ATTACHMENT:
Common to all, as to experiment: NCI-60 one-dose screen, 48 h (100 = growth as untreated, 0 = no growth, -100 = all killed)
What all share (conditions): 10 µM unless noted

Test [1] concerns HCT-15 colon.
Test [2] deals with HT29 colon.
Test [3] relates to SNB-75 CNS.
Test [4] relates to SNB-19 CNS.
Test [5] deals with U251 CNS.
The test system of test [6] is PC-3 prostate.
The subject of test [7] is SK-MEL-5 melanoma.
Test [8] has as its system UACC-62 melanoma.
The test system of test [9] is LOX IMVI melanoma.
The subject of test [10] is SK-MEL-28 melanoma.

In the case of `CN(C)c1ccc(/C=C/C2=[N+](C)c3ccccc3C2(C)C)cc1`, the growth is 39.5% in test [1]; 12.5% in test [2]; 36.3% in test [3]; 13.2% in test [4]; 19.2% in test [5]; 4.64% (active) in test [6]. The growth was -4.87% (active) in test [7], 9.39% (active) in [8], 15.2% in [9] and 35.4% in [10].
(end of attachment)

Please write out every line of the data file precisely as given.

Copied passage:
Common to all, as to experiment: NCI-60 one-dose screen, 48 h (100 = growth as untreated, 0 = no growth, -100 = all killed)
What all share (conditions): 10 µM unless noted

Test [1] concerns HCT-15 colon.
Test [2] deals with HT29 colon.
Test [3] relates to SNB-75 CNS.
Test [4] relates to SNB-19 CNS.
Test [5] deals with U251 CNS.
The test system of test [6] is PC-3 prostate.
The subject of test [7] is SK-MEL-5 melanoma.
Test [8] has as its system UACC-62 melanoma.
The test system of test [9] is LOX IMVI melanoma.
The subject of test [10] is SK-MEL-28 melanoma.

In the case of `CN(C)c1ccc(/C=C/C2=[N+](C)c3ccccc3C2(C)C)cc1`, the growth is 39.5% in test [1]; 12.5% in test [2]; 36.3% in test [3]; 13.2% in test [4]; 19.2% in test [5]; 4.64% (active) in test [6]. The growth was -4.87% (active) in test [7], 9.39% (active) in [8], 15.2% in [9] and 35.4% in [10].